The Lost World by Arthur Conan Doyle
“If in 100 years I am only known as the man who invented Sherlock Holmes then I will have considered my life a failure.” - Sir Arthur Conan Doyle
This review will contain minor spoilers.
Although Sherlock Holmes, Dr. John Watson, Mycroft Holmes, and Professor James Moriarty are Doyle's most known creations, Professor Challenger, the hot-tempered scientist is another character that many readers will be familiar with. This is the first of the Professor Challenger series and the only one that I had read previously. I started reading religiously in 2012 and The Lost World was one of my favourite stories from my pre-review era. I decided to revisit this exuberant and vivacious science heavy adventure tale that features dinosaurs - and I'm truly glad that I did.
This narrative begins with journalist and international rugby player Edward Dunn Malone as he finally tells the love of his life Gladys about the emotions and feelings that he has been harbouring. Unfortunately, it is soon revealed that she doesn't share the sentiments that Malone has been feeling and therefore he remains in the 'friend-zone.' He just isn't exciting enough. She wants an adventurer, essentially so she can bask in the glory of her partner's deeds. As the archetypal example of a member of the friendzone guild, he doesn't even consider thinking that maybe she is a "bad apple" and not the right woman for him. The antithesis is what he thinks. Malone races down to the office of the Daily Gazette and begs his editor for an exciting, dangerous assignment... war correspondence perhaps? His superior states that there is no task more high risk or hazardous for a reporter than to interview the infamous scientist Professor Challenger.
After an eventful and volatile first meeting between the duo, the emotions cool down and Edward ends up sharing a cigarette with the incredibly intelligent, agog, slightly unorthodox and idiosyncratic scientist. I pictured him as being like an early 20th century Brian Blessed with the presented attitude, extravagance, and description. He divulges information about a potential Lost World which he has visited and the last time he was there, although only for a brief period, he shot a pterodactyl and presents the wing to the journalist. As the next few chapters progress it transpires that a team of three very different individuals will attempt to retrace Challenger's steps to visit this plateau that seems to have ignored the laws of science that the rest of the world's environments have adhered to.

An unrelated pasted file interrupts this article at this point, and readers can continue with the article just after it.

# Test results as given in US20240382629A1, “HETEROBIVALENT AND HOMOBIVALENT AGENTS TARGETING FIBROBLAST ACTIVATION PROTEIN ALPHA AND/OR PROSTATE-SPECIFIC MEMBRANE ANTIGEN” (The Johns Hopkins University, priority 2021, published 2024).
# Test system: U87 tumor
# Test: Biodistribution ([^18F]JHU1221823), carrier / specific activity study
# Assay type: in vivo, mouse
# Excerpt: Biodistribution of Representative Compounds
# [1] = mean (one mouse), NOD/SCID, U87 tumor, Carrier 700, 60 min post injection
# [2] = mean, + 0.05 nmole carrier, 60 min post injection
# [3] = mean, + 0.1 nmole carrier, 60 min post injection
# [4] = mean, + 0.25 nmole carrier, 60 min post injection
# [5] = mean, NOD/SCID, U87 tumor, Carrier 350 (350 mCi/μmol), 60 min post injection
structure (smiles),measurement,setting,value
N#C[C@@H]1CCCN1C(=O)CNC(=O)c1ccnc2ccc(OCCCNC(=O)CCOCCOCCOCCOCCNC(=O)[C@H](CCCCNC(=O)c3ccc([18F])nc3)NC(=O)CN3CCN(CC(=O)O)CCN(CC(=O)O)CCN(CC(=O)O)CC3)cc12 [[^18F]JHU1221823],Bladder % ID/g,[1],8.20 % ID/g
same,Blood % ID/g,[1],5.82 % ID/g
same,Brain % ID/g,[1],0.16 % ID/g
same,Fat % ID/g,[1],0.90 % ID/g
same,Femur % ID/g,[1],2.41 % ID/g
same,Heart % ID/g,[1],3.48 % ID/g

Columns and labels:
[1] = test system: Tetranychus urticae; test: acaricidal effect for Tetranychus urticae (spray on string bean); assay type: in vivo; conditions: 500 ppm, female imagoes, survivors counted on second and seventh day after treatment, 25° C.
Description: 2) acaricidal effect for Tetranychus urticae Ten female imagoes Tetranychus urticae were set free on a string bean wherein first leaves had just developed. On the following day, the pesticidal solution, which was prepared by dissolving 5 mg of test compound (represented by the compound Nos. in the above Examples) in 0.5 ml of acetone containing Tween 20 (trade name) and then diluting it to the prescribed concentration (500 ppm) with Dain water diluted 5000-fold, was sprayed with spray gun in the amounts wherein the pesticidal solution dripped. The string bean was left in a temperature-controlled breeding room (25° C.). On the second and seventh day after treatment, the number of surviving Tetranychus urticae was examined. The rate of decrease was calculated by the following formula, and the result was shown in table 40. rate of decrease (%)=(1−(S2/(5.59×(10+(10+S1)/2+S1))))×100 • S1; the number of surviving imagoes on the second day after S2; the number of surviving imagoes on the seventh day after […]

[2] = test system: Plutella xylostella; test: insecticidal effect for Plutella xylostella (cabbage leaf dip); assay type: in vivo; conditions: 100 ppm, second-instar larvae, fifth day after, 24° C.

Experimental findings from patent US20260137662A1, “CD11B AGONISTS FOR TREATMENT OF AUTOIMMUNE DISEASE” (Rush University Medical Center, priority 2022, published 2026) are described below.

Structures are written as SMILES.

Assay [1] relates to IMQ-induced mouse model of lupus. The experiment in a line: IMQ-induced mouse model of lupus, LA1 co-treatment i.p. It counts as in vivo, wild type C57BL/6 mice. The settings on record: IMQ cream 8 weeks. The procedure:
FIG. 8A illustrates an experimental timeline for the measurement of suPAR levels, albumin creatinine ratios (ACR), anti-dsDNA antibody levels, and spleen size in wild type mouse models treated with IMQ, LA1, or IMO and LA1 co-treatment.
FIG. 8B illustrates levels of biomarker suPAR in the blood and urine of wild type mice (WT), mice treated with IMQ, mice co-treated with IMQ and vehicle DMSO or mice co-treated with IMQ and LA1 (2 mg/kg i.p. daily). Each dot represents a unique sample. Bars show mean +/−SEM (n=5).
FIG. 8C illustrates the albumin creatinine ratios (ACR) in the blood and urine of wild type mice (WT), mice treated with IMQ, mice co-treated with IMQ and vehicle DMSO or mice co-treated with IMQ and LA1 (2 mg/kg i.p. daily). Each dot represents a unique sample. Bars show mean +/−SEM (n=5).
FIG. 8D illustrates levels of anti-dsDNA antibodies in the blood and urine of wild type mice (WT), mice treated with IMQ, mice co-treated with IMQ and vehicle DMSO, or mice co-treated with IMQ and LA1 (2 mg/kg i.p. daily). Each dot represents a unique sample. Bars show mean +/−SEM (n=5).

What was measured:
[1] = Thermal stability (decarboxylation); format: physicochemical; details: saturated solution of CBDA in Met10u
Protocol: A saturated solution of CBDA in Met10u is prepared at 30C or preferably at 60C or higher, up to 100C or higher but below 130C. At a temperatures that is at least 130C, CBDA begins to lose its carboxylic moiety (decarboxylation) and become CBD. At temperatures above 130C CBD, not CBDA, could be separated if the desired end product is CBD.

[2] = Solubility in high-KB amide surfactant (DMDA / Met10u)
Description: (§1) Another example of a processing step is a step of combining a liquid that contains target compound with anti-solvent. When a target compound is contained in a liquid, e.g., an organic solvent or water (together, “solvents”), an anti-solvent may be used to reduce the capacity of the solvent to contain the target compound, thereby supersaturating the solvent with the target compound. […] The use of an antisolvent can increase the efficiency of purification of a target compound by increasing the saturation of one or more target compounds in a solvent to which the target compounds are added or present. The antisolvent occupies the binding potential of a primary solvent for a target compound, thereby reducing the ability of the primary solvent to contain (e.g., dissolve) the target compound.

In Sherlock Holmes, the brilliant characters take the concepts from being good to often phenomenal. The same is true here. The trio attempting this escapade (which has been mostly ridiculed by the science community as nothing but fancy and absurd), are Malone, adventurer, and Amazon exploration expert Lord John Roxton, and Challenger disparager and rival Professor Summerlee. They also have Zambo who is described as a "negro Hercules" and he acts as their Amazonian guide.
The beginning of the novel runs at a steady pace as the characters are introduced, foundations are set and the plan is set in motion. It really gets going when the ensemble reaches the infamous plateau. If I had to summarise this tale in a few words it would be "a gripping and electrifying dinosaur-fuelled adventure." It features suspense, betrayals, surprising revelations, horror, and elements of mystery. Add into the mix a plethora of dinosaurs including Iguanadons, Allosaurus' Plesiosaurus' amongst many other assumed extinct species. Doyle must have done an immense amount of research for The Lost World regarding the science of the Jurassic period and also of his current day. Throughout, the story never comes across as if it was a dull science text. Complex discussions about plants, creatures, and the environment are often humorous as Professor Challenger and Professor Summerlee debate the facts - very rarely agreeing with each other's hypothesis. The players also end up in the middle of a war fought between ape-people and the indigenous tribes of this raised island. The novel also features amazing set pieces that appear as bewildering yet exhilarating for the characters to behold as they were for me to read. There is always the nagging doubt in the back of the ensemble's minds about how on earth they are going to escape the plateau and if they are sitting on one of science's greatest ever discoveries that the world will be oblivious to if they don't succeed and return to London.
"But surely no man had just such a day since the world began."
Simply put, this is one of my favourite stories from when I started reading properly. It will always have a special place in my heart and I'm sure I'll read it again in another seven years. An absolute classic.
This The Lost World book review was written by James Tivendale
All reviews for: Professor Challenger
The Lost World
Professor Challenger #1
It's London, 1907. Journalist Edward Malone, rejected by the woman he loves because he is too prosaic, decides to go in search of adventure and fame to prove himself wo...
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